And the Blade notes that Finkbeiner has announced he isn't running for re-election, which means if the recall effort in Toledo would have been successful, he'd basically have lost a few weeks cleaning out his office.

Maybe the "Take Back Toledo"/WSPD folks, if they want to "boost ratings", should secretly urge Carty to run for a fourth term sometime down the road...


Anonymous said...

I think that everyone will agree that Erikson might as well be running the "Change Akron Now" group, as the talk show host was a very outspoken critic of Mr. Plusquellic. This seems very similar to the Toledo effort you described.

Even after the Akron recall failed, Erikson continues to take potshots at Plusquellic and his administration. Erikson blames the administration for his daughter's current criminal case (of course he won't talk about the case allegedly because he feels that he cannot be objective in discussing it).

One thing that has not been mentioned here. Nagle and her mother are being represented by Warner Mendenhall, who led the "Change Akron Now" recall effort. How convinient.

I have a question regarding the FCC regulations on political issues. Are the talk show hosts allowed to actively participtate in political campaigns to the extent that the Toledo talk show hosts did. Is Tom Erikson even in compliance with the FCC regulations?

One final comment regarding the recall process. It really bothers me that these fringe groups can force an election (especially against an incumbent who is not running for re-election and would only be in office about eight more weeks after the election). All because the group does not like a person and that group cannot convince the general public to replace that incumbent. Furthermore, these fringe groups have the backing of some of the media (in certain violation of FCC regulations).

Wayne In Akron said...

Furthermore, these fringe groups have the backing of some of the media (in certain violation of FCC regulations).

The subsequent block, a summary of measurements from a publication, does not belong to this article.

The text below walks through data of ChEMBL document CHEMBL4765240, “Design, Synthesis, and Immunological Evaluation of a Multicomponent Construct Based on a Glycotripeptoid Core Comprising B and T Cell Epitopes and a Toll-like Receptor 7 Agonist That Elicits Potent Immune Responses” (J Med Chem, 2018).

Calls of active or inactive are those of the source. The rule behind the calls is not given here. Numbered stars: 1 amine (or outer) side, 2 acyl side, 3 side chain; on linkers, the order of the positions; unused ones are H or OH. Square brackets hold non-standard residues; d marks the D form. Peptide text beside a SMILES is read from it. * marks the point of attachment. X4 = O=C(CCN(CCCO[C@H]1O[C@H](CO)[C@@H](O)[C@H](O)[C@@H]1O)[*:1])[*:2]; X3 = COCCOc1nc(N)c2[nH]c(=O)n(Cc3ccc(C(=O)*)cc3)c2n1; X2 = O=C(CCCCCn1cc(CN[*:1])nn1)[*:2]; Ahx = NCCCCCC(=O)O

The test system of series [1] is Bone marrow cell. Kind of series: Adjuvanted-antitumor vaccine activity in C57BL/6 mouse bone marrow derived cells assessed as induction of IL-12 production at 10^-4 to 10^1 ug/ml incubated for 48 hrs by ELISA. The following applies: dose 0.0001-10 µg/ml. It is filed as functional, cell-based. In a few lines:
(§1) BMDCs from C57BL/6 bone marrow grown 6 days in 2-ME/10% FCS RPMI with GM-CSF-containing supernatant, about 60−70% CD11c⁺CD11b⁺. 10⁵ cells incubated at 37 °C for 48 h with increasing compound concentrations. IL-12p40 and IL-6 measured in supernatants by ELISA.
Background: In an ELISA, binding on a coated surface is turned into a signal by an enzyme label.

Care to provide the exact section and line number from the FCC statutes that you claim are being violated?



Since Blogger stopped allowing OpenID entries from LiveJournal be processed about 1 month ago, I've had to establish a Blogger account so that I can comment here.

Thanks Google!

Anonymous said...


I can't quote you the specific section of the FCC regulations (I will leave that to the people who actually work in the media who work with the FCC regulations all the time). However, I believe that the FCC regulation that covers this is in the same section that says that when a radio or television personality runs for political office, they must immediately resign from their position. Examples of this include Fred Thompson and Pat Buccannon.

Anonymous said...

DMKING12370 said:
of course he won't talk about the case allegedly because he feels that he cannot be objective in discussing it

That's the problem. Talk show hosts aren't supposed to be objective, Journalists are. Those are two different functions. Nobody likes to listen to middle of the road radio. As a host, have an opinion! stand by it, even if it's wrong! Talk radio is entertainment, at least it should be. Objective hosts are good for roundtable shows, not long form talk shows.

Also, I'm pretty sure they would be in compliance.
Remember when stations ran editorials? WAKR recently ran one against the recall, as did WHLO.
Nothing wrong with that as long as you allow opposing viewpoints to be heard. There is nothing that prevents a station from endorsing an issue or Candidate.